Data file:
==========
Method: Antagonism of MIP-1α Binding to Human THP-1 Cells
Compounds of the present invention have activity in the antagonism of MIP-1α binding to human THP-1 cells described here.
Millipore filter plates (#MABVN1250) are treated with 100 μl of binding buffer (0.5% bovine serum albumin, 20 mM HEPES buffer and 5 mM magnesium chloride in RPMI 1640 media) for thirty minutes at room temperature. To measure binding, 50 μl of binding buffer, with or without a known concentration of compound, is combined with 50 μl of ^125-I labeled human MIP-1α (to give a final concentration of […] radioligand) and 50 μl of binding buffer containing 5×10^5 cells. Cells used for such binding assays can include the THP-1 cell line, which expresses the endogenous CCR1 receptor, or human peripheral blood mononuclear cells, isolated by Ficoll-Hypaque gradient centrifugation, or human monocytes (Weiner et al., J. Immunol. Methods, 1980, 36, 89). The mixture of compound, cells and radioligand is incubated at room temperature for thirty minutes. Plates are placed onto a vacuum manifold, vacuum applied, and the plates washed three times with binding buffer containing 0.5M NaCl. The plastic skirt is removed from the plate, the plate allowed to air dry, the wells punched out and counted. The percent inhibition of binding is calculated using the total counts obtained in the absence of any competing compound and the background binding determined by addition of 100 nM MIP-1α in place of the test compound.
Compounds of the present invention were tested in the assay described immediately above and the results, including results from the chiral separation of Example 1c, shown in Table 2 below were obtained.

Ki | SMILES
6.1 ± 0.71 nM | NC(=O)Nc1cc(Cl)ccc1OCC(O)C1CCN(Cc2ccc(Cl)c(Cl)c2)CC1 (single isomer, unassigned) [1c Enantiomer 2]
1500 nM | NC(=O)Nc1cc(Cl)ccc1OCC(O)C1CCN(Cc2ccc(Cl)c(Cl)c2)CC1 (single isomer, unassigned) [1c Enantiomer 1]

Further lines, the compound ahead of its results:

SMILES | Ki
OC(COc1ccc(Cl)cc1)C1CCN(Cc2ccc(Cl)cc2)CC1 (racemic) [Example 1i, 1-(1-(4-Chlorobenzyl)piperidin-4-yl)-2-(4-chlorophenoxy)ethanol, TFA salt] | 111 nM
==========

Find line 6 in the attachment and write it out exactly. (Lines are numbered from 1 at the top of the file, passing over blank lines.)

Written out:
6.1 ± 0.71 nM | NC(=O)Nc1cc(Cl)ccc1OCC(O)C1CCN(Cc2ccc(Cl)c(Cl)c2)CC1 (single isomer, unassigned) [1c Enantiomer 2]